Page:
As of March 30th, COAC has suspended backcountry avalanche advisories and pro observations until further notice.

On March 23rd, Governor Brown of Oregon issued Stay at Home orders for the public regarding the COVID-19 outbreak. The directives are clear in that “to the maximum extent possible, individuals stay at home or in their place of residence.” On March 27th the Deschutes National Forest issued a closure of all developed recreation sites including trailheads and snoparks. COAC is committed to supporting our community, local emergency services, and agency partners and because of this we felt it important to cease operations as we all work together to minimize the impacts and spread of COVID-19.   

This decision was not taken lightly. Aside from the need to maintain congruency with the Governors' orders, there are inherent risks with backcountry activities in alpine environments and it’s important to consider unnecessary exposure to COAC forecasters, first responders, and local medical staff in light of the current situation.

We look forward to getting back into the mountains and providing you all with the tools to recreate safely in the backcountry. Until then we thank you for your continued support and wish all our mountain community the best of health and wellness.

Spring 2020 End of Operations

THIS Avalanche Advisory EXPIRED ON Apr 20, 2020 at 1:17 pm
Avalanche Advisory published on Mar 30, 2020 at 5:17 pm
Issued by Aaron Hartz
Bottom Line
We are ending operations early this year. Due to the impacts of COVID-19, the Deschutes National Forest has closed all developed recreation sites including snoparks. This restriction makes it nearly impossible for our field team to conduct snowpack observations and subsequently, publish advisories. Similarly, we urge the public to comply with these closures. On a different note, thanks for another great season! COAC exists because the community supports it. Thank you to our many members, donors, local businesses, and industry partners who have supported our organization. We look forward to seeing you at the annual Bend Snow and Avalanche Workshop in November. The observer and forecast team will be back in action starting Dec. 1. -Aaron and Gabe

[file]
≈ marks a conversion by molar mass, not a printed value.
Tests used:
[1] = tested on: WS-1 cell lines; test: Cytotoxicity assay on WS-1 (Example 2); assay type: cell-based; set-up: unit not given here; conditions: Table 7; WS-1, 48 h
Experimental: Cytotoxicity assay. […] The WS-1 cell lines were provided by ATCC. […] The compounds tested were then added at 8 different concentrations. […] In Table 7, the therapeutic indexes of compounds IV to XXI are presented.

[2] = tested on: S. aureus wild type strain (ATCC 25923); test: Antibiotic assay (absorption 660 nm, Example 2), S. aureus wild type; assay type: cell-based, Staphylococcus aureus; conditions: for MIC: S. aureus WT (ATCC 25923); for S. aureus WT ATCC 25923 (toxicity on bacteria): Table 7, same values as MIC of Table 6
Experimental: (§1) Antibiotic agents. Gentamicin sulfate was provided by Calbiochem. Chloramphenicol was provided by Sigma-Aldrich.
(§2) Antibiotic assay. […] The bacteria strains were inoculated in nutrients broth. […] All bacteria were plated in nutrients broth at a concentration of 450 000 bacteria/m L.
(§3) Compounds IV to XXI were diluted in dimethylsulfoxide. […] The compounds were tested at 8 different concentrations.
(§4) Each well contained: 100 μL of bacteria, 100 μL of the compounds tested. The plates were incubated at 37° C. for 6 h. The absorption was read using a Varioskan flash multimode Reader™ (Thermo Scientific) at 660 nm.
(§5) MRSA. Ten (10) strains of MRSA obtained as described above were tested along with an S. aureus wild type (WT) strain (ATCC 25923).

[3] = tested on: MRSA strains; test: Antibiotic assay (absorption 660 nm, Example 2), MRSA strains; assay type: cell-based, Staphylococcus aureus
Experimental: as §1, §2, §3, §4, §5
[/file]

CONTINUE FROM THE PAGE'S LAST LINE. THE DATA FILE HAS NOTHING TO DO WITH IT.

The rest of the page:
Avalanche Character 1: Normal Caution
We often enjoy good stable spring conditions in Central Oregon, however there are still things to watch for. We can have winter-like storms well into early summer. When that happens we often see winter-like avalanche problems. If we receive new snow, watch for windslabs on lee slopes and features that become cross loaded. Storm slabs can become an issue if we get significant snowfall (think 8” or more). If you are unsure of the stability, give the new snow a couple of days to settle and bond. Warm sunny weather following a snow storm can bring about a wet slab problem and loose wet avalanches can be larger than normal. On the warm sunny days, travel when the snow surface is colder and stronger. Plan your days to avoid crossing on or under very steep slopes in the afternoon. Move to colder, shadier slopes once the snow surface turns slushy. If you see rollerballs, and/or the snow is becoming slushy, avoid steep, sunlit slopes above terrain traps and cliffs areas. Remember, if you observe signs of unstable snow or if you have increased uncertainty surrounding your day, adjust your terrain strategy and move to lower angle and/or less complex terrain. Always make sure everyone in your group carries a beacon, shovel, and probe and knows how to use it.

This snowpack summary applies only to backcountry areas. Click here for a map of the area. This snowpack summary describes general avalanche conditions and local variations always occur. This snowpack summary expires in 48 hours unless otherwise noted.

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